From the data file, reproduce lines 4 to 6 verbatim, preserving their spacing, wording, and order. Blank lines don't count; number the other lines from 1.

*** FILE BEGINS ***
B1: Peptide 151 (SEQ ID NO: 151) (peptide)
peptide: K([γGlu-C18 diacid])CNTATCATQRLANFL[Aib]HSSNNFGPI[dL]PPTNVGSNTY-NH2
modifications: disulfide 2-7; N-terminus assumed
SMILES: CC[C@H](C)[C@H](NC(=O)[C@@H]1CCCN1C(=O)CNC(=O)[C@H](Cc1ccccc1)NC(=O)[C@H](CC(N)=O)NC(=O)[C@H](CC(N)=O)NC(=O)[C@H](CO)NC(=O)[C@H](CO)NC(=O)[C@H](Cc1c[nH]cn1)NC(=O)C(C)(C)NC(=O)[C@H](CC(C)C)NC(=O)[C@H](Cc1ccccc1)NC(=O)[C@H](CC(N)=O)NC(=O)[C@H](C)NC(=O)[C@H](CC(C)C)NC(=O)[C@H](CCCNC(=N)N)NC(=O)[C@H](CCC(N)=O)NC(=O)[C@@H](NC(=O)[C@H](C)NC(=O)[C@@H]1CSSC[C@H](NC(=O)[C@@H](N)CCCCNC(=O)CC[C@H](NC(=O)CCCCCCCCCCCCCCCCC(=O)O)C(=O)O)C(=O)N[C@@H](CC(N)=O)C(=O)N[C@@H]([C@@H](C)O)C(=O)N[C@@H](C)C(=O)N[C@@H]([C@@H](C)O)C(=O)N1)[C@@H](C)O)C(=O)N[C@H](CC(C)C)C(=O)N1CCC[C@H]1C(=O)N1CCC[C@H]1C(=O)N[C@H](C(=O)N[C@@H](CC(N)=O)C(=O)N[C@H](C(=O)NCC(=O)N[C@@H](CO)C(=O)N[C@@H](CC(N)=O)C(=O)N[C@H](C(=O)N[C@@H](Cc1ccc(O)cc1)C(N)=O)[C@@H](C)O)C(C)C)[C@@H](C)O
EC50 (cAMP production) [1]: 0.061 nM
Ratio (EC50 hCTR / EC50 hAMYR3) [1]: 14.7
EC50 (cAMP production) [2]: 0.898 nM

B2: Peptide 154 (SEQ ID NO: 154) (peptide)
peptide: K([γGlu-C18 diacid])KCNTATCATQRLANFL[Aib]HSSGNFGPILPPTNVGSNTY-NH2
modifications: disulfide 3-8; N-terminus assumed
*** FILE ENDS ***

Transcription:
SMILES: CC[C@H](C)[C@H](NC(=O)[C@@H]1CCCN1C(=O)CNC(=O)[C@H](Cc1ccccc1)NC(=O)[C@H](CC(N)=O)NC(=O)[C@H](CC(N)=O)NC(=O)[C@H](CO)NC(=O)[C@H](CO)NC(=O)[C@H](Cc1c[nH]cn1)NC(=O)C(C)(C)NC(=O)[C@H](CC(C)C)NC(=O)[C@H](Cc1ccccc1)NC(=O)[C@H](CC(N)=O)NC(=O)[C@H](C)NC(=O)[C@H](CC(C)C)NC(=O)[C@H](CCCNC(=N)N)NC(=O)[C@H](CCC(N)=O)NC(=O)[C@@H](NC(=O)[C@H](C)NC(=O)[C@@H]1CSSC[C@H](NC(=O)[C@@H](N)CCCCNC(=O)CC[C@H](NC(=O)CCCCCCCCCCCCCCCCC(=O)O)C(=O)O)C(=O)N[C@@H](CC(N)=O)C(=O)N[C@@H]([C@@H](C)O)C(=O)N[C@@H](C)C(=O)N[C@@H]([C@@H](C)O)C(=O)N1)[C@@H](C)O)C(=O)N[C@H](CC(C)C)C(=O)N1CCC[C@H]1C(=O)N1CCC[C@H]1C(=O)N[C@H](C(=O)N[C@@H](CC(N)=O)C(=O)N[C@H](C(=O)NCC(=O)N[C@@H](CO)C(=O)N[C@@H](CC(N)=O)C(=O)N[C@H](C(=O)N[C@@H](Cc1ccc(O)cc1)C(N)=O)[C@@H](C)O)C(C)C)[C@@H](C)O
EC50 (cAMP production) [1]: 0.061 nM
Ratio (EC50 hCTR / EC50 hAMYR3) [1]: 14.7